Technical debt is a term coined by Ward Cunningham in 1992 to describe the software engineering phenomena of how expedient, short-term decisions can have negative, long term consequences that make it difficult to maintain and update the software. The concept does not just apply to technology companies, any company that uses technology also has technical debt and understanding the concept will help you manage it and run your business.
What is Technical Debt?
Businesses accrue technical debt whether they are conscious of it or not. The results of technical debt are typically inefficiencies, and in software products, bugs.
The best-run businesses manage technical debt choosing to take it on while planning to pay it off. Their levels of debt fluctuate in a saw-tooth pattern as they set aside time to manage the most expensive and damaging debt.
Poorly run businesses don’t manage technical debt and keep taking it on until it grows out of control. Just like the costs of servicing interest can completely consume revenue if left to grow out of control, so too can the costs of technical debt completely consume the productive time of your employees and co-workers. When you see a software product and wonder why they can’t do something that seems simple, often it is technical debt that is holding them back.
Software Architecture Example
One good example of technical debt that illustrates some of the problems surrounding it is software architecture. A well-architected piece of software is easy to maintain while a poorly-architected one is a nightmare.
However, spending weeks at the beginning of a software project planning the architecture is all time that delays product launch. The problem is further compounded by the difficulty in communicating the importance of good architecture to business managers. Delays, on the other hand, are understood all too well.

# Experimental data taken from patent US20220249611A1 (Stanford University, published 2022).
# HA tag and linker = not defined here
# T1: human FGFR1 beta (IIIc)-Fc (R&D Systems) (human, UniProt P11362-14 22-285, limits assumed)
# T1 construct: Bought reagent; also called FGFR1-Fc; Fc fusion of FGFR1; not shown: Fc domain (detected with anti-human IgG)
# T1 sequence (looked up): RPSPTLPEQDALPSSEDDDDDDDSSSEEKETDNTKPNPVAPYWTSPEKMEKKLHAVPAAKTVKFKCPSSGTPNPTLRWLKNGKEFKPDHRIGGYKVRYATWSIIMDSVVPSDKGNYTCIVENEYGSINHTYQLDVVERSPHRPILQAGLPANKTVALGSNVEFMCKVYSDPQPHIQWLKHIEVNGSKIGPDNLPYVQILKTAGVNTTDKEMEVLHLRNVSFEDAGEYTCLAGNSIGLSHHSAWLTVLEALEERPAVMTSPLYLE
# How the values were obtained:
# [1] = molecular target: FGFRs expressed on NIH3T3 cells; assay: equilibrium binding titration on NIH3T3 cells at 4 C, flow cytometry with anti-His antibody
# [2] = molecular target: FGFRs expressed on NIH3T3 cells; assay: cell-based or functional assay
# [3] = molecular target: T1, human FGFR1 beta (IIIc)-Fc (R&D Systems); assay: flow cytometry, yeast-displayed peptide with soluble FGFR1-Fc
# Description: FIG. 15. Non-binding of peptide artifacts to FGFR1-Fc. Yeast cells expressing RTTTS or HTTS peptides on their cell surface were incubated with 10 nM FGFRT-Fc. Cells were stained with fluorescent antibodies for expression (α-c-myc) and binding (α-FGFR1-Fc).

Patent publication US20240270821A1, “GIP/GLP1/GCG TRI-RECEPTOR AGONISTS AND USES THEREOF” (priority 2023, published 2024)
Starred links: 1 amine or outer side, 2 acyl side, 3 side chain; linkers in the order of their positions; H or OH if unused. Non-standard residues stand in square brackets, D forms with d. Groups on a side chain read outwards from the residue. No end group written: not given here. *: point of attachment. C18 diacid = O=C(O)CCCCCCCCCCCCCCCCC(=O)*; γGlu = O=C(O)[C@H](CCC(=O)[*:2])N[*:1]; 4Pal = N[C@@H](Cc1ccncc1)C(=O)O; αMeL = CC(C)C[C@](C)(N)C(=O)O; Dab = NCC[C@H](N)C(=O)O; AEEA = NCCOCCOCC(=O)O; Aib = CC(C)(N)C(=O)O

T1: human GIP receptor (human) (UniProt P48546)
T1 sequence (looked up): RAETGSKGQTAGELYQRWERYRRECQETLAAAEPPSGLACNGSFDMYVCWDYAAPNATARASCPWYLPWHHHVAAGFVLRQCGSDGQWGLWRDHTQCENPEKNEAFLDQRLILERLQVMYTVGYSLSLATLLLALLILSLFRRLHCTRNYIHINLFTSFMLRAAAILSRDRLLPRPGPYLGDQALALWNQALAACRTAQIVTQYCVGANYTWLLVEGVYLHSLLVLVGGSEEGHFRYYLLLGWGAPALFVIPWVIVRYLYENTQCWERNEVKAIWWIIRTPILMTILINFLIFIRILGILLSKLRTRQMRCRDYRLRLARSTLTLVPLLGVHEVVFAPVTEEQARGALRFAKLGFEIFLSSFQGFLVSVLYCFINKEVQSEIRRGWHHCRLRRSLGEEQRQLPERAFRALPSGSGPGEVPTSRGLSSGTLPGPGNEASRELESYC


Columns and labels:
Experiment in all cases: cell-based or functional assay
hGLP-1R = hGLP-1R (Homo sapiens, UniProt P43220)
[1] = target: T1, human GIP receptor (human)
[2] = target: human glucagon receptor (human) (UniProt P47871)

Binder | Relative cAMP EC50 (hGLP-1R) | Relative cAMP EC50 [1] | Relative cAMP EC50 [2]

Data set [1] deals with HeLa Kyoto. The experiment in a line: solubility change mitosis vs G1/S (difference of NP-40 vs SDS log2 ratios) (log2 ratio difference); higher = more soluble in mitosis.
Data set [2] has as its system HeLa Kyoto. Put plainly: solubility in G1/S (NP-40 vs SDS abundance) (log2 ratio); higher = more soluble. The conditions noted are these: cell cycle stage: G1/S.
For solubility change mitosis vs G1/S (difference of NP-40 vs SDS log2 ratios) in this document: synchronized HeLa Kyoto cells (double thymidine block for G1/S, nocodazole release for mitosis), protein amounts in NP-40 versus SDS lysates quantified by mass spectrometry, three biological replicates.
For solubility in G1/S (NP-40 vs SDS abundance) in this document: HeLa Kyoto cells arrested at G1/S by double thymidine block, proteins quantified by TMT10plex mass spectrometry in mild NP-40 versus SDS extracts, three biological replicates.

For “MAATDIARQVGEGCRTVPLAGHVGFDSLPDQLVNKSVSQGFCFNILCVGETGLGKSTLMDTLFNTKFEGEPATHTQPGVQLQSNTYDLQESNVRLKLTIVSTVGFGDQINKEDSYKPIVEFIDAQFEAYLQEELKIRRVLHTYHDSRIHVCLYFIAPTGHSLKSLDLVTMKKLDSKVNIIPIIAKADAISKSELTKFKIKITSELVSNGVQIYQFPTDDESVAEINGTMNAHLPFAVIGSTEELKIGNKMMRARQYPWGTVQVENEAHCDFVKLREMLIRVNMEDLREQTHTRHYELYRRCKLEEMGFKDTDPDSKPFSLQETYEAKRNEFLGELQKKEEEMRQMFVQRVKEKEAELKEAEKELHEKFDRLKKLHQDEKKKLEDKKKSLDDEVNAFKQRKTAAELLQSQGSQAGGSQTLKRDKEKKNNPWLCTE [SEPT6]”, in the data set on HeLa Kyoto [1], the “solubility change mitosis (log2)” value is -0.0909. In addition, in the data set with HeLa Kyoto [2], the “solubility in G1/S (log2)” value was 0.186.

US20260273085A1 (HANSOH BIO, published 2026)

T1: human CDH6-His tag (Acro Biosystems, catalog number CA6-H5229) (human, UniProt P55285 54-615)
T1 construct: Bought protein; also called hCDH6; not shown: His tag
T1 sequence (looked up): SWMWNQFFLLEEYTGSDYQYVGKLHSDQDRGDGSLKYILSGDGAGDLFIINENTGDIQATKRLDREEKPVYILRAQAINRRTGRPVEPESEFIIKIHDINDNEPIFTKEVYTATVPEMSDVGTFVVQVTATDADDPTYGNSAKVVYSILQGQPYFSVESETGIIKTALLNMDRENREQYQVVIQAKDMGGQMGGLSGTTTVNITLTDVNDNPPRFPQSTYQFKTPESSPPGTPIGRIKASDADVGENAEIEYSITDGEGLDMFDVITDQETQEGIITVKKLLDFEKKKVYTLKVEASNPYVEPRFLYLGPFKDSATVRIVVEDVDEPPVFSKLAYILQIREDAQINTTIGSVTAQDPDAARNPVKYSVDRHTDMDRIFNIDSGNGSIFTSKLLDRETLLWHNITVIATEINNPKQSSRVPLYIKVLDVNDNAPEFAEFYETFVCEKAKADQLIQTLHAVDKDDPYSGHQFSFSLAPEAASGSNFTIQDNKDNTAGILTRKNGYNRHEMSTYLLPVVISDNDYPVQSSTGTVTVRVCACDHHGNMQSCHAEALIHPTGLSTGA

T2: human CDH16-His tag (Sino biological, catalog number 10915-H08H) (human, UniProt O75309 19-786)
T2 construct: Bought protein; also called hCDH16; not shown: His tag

Usually the best solution lies somewhere in between perfect architecture and rapid time to market.
The decision to take on technical debt is never a simple one. Software architecture is just one of many decisions that defer costs to a later date. If expediency always wins out and no effort is made to pay off the debt by improving the architecture, then a software product will become unwieldy. Simple modifications will break things in seemingly unrelated areas of the product.
Expanding the Metaphor to Business
You don’t have to be a technology company to have technical debt. Your accounting system, whether it is Microsoft Excel, an accounting suite, or a full-blown ERP system, is a source of technical debt. You make short-term compromises doing accounting on the inexpensive tools at hand until your business evolves to the point where your processes become too unwieldy to properly manage the business.
This is why technical debt is such a good metaphor. Taking on this debt can be a good thing. Used wisely it lets you grow faster than you could have without this debt. But at some point you have to pay off that debt. Letting it accrue infinitely is not an option and that is when you are ready for a comprehensively architected ERP system.
It is important to have a plan in place to identify when to move forward with an investment, and the types of considerations you will make at that point. We will explore developing that plan in subsequent blog posts.